Discover more from Understandably by Bill Murphy Jr.
Not so good for the mice, but a step forward for science. Also, 7 other things worth knowing today.
Someday, maybe I’ll write a book full of health and wellness habits.
But, it will only include habits that are either things I like to do already, or else things that are so easy they’d require zero effort.
Chapter 1 would be about drinking tons of coffee. Maybe also Chapter 2, while we’re at it.
There would be a chapter about eating mushrooms, one about drinking wine. Also, one about running, since it’s good for you and I’m trying to get myself to get back into it.
(Honestly, rereading my post in which I described going for a 6.6-mile run on a whim at 4:45 a.m. a few years back—something I doubt I could do right now—has lit a fire under me.)
There would also be a chapter about sleep, which I enjoy and that I’m good at. And, at least a big, fat paragraph about sleeping on your side.
Let me just tackle the side sleeping thing here, in case I never get around to writing the book.
I came across it recently during a typical Bill Murphy Jr. “working but it doesn’t look like normal work” session, in which I flew at the speed of ADHD through a bunch of interesting articles that might lead to fodder for newsletters or articles, and wound up far afield from what I’d originally set out to find.
Like penicillin, safety glass, and the microwave oven, sometimes we uncover the best discoveries while looking for something else.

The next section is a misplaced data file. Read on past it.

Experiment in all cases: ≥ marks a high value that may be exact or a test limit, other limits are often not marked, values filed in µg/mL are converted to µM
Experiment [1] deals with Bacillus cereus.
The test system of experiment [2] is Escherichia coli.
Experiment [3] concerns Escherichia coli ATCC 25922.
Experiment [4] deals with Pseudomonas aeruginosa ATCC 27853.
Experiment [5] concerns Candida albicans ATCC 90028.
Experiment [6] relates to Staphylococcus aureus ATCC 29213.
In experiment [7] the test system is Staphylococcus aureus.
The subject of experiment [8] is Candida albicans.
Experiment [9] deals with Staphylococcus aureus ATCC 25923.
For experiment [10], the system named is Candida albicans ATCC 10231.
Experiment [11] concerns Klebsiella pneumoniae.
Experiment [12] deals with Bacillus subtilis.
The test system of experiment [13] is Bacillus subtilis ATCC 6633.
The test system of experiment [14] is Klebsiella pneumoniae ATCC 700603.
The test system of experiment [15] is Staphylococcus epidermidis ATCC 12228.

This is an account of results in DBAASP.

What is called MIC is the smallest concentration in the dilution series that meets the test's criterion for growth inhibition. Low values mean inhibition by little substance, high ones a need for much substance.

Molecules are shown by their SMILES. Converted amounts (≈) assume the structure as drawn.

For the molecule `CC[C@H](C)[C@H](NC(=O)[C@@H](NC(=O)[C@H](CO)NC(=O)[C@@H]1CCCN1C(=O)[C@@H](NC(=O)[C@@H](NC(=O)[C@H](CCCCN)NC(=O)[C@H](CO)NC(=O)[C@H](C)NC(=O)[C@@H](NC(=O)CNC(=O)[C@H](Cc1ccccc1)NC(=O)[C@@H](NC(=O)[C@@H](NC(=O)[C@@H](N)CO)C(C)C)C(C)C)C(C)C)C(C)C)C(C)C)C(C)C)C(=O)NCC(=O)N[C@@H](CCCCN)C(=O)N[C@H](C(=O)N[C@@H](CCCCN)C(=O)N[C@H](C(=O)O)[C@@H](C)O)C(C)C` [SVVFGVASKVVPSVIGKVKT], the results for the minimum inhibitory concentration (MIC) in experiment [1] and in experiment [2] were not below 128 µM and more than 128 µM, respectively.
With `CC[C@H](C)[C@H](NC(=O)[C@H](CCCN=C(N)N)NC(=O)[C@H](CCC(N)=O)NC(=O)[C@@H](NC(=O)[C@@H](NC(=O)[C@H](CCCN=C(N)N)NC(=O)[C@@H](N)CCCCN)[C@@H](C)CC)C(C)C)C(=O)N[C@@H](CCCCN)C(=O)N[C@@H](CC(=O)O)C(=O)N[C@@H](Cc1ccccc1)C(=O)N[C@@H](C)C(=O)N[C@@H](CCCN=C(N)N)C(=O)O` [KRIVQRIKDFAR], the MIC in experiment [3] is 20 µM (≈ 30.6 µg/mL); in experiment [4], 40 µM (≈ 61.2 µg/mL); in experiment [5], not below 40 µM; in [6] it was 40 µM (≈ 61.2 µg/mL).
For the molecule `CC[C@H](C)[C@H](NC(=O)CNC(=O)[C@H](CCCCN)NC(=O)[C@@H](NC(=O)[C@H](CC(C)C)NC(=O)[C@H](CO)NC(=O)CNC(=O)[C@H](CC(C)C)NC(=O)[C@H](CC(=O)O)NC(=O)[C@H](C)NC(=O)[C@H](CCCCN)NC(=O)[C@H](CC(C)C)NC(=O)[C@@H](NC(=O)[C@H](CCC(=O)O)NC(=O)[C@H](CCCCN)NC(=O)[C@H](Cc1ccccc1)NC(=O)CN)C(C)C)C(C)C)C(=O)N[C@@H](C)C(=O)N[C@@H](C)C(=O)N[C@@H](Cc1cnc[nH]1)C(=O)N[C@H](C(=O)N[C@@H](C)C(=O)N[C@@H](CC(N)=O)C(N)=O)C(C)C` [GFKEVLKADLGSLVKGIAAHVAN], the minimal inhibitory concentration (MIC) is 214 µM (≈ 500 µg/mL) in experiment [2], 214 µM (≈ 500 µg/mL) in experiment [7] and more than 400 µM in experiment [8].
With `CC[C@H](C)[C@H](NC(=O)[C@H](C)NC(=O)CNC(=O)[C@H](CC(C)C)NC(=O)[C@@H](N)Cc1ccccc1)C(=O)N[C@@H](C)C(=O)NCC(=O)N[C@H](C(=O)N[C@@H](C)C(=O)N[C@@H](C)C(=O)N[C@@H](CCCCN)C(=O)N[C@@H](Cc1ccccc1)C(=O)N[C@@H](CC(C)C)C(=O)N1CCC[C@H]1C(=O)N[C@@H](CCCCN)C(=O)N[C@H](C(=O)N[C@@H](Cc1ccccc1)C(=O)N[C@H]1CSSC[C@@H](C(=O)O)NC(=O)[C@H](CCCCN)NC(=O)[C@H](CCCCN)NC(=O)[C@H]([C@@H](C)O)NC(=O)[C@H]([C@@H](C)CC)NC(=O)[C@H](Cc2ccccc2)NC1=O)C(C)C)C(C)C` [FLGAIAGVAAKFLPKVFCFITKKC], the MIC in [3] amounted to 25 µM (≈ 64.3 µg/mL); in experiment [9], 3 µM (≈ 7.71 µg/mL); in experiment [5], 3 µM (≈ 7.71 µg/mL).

In this case, I found myself reading (as one does) about a study in the peer-reviewed journal Translational Neurodegeneration that discussed the potential causes of motor neuron diseases like amyotrophic lateral sclerosis (ALS; also known as Lou Gehrig's disease).
Australian researchers theorized that impairment of the glymphatic system, which removes waste from the brain (working mostly while we sleep), might be associated with onset of the disease to begin with.
So, they did an experiment with genetically modified mice to test it out.
To make a very long story short, when the scientists fed some of the mice with food that was designed to impair glymphatic clearance during sleep, the mice began to show "classical signs of ALS including progressive muscle impairments and brain atrophy."
Not so good for the mice, but a step forward for science.
Then, almost as an aside, the study authors cited human behaviors which seem to contribute to effective glymphatic clearance, such as:
consumption of Omega-3 fatty acids (found in marine-based fish);
moderate alcohol consumption (the emphasis is on moderate; high doses of alcohol had the opposite effect);
sleeping on your side.
There you go; it was that last behavior that leaped out.
Sure enough, there's a whole body of research that suggests sleeping on one's side, rather than face-down or on your back, can increase the brain-cleaning function of glymphatic clearance.
"The reasons for this are not yet fully understood," wrote study author David Wright, "but possibly relates to the effects of gravity, compression and stretching of tissue."